Council tax is set to rise by four per cent for a second straight year in Peterborough, with another four per cent rise also pencilled in for 12 months down the line.
Cash-strapped Peterborough City Council has decided to increase council tax by the largest amount possible for its 2017/18 budget as it tackles an £18.8 million deficit.
And the authority has also declared its intention to do the same for 2018/19 when it is predicting a deficit of £17.8 million following huge cuts to its government grant.
Other announcements for next year’s budget include a £48,000 reinvestment to provide attendant cover in Central and Itter parks during the winter, and a pay rise of £132,500 for lawyers as the council looks to stop them leaving to neighbouring authorities which pay more for legal advice.
A £186,000 rise in councillors’ allowances and a £15 million investment to buy and land property in North Westgate - to try and kickstart the derelict site’s regeneration - have already been revealed by the Peterborough Telegraph.
Councillor David Seaton, council cabinet member for resources, said: “We know that council tax rises are never popular and in previous years we have gone to great lengths to not ask residents to pay anything more.
“However, we hope residents understand why we are proposing an increase, as the alternative is having to make even more savings which will inevitably lead to service reductions or some services being removed altogether.”
The proposed four per cent increase would mean that the Band D council tax charge would rise from £1,173.04 to £1,219.84 per year - an increase of £46.80.
The average property in Peterborough is in Band B, meaning council tax would rise from £912.37 to £948.76 per year - an increase of £36.39.
Overall, the council will raise roughly £2.5 million more revenue from the council tax increase, but half of that is only allowed to be spent on adult social care under government rules.
The council decided to increase council tax by four per cent last year, having frozen it for four of the five years preceding that.
It is now also planning a four per cent rise in its 2018/19 budget, which if approved would mean council tax would have risen by 12 per cent over three years.
Councillor John Holdich, leader of the council, said: “Year after year we are faced with the unenviable task of having to provide more services for an ever growing population with less and less money.
“To put it into perspective, in the past six years we’ve seen our government funding cut by £54 million, which equates to nearly 50 per cent of our government grant. At the same time our population is growing and, for example, between 2010 and 2021 it’s predicted that the number of people aged 85 and over is set to increase by 52 per cent.
“These phase one budget proposals once again ensure that services for our most vulnerable residents are protected. We have also listened to residents and put money back into the budget to be able to reintroduce annual shrub cutting.
“I’m particularly pleased that we are proposing to use capital funding to work towards our vision of a regenerated North Westgate.
“It is becoming increasingly clear that the days of councils simply providing services is long gone. The Government has told us that the grant they give us will go and we have to, like all local authorities, move towards self-sufficiency.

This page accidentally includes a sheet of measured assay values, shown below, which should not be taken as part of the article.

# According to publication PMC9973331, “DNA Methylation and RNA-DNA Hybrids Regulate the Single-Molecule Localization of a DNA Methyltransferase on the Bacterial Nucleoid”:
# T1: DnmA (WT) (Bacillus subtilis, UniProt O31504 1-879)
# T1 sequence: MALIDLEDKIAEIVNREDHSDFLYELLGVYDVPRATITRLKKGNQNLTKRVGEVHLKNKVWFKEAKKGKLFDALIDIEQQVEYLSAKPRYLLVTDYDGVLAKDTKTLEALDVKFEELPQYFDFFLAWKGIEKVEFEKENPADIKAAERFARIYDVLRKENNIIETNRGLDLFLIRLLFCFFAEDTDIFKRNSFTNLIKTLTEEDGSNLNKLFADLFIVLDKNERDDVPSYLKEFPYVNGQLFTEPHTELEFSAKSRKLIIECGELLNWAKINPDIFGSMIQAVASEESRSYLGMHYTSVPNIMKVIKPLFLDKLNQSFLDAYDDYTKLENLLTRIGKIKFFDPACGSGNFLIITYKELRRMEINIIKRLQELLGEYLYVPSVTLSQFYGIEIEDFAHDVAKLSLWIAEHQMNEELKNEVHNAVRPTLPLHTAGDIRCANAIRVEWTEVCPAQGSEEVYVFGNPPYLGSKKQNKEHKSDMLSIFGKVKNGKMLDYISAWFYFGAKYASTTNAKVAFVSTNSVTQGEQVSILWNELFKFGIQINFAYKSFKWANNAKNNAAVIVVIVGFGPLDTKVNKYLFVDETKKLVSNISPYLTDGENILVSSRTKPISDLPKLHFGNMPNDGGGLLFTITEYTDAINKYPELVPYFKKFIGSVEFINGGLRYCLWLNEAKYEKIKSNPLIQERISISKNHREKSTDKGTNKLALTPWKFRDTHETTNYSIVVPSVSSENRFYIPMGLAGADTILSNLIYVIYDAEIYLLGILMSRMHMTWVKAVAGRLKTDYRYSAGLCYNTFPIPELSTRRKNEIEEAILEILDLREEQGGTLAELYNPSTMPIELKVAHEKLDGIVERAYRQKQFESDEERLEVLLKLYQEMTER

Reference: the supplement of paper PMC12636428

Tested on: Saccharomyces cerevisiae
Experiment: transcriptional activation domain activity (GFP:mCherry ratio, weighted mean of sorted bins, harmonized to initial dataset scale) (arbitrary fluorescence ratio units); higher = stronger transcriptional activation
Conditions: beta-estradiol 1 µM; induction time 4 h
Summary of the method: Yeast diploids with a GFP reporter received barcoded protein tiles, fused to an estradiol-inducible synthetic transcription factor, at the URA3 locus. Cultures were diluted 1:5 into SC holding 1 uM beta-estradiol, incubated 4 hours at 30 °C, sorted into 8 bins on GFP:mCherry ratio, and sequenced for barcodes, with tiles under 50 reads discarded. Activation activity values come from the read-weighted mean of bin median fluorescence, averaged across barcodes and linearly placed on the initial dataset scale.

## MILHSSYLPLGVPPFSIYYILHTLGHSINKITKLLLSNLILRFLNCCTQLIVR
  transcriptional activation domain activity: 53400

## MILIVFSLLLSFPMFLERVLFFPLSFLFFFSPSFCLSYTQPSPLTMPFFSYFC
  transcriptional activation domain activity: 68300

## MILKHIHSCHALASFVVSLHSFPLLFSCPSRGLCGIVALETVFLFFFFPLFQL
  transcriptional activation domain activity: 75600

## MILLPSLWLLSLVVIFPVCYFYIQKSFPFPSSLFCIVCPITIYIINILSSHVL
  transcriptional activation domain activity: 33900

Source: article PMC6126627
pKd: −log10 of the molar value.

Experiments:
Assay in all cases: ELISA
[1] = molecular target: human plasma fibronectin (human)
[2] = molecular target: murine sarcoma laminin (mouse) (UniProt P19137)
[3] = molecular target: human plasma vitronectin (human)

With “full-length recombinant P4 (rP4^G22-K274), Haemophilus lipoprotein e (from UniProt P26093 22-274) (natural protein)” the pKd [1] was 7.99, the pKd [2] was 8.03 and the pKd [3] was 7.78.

“We have a vision to achieve this by being an enterprising and innovative organisation - selling council services to other local authorities to generate income, continuing to take the dividends from growth and investing to make savings in the long-term.
“We still have tough challenges ahead. However, with a clear vision for the future and careful financial management we believe we will see the city continue to develop into the strong and vibrant community we all want.”
The council has what it calls a ‘grant equalisation reserve’ of £11 million which comes from extra savings made from last year’s budget.
It is budgeting to spend almost £9 million of that for 2017/18 to tackle the deficit. However, the council hopes to identify further savings before the budget is approved in April which would allow it to spend less of that reserve.
Cllr Seaton added: “We have taken many tough decisions in the past few years and I have no doubt there will be more to come. However, these budget proposals are the product of continued hard work in order to do the best for our residents and I believe they provide a platform for continued growth in the city.
“Our use of reserves and our plans to bolster this safety net for future tough years ahead illustrate our strong financial management for the benefit of the city and I believe these budget proposals show how successful that approach has been.”
The current proposals are part of a two-phase process to set the 2017/18 budget.
The council’s cabinet will consider the first phase proposals at its meeting on Monday, November 7.
Comments received up to 5pm on Thursday, December 1 will be considered by the cabinet at its meeting on Monday, December 5.
Full Council will then consider the phase one proposals on Wednesday, December 14.
Phase two proposals will be published in January for consultation. The council will then consider these phase two proposals at its meeting on Wednesday, March 8, 2017.
People can take part in the budget consultation by visiting the council’s website at www.peterborough.gov.uk/budget. Included is a link to the budget proposals document and an online questionnaire.
Hard copies of the budget proposals document and questionnaire will be available at Town Hall and Bayard Place receptions and in each of the city’s libraries by the formal launch of the consultation on Monday, November 7.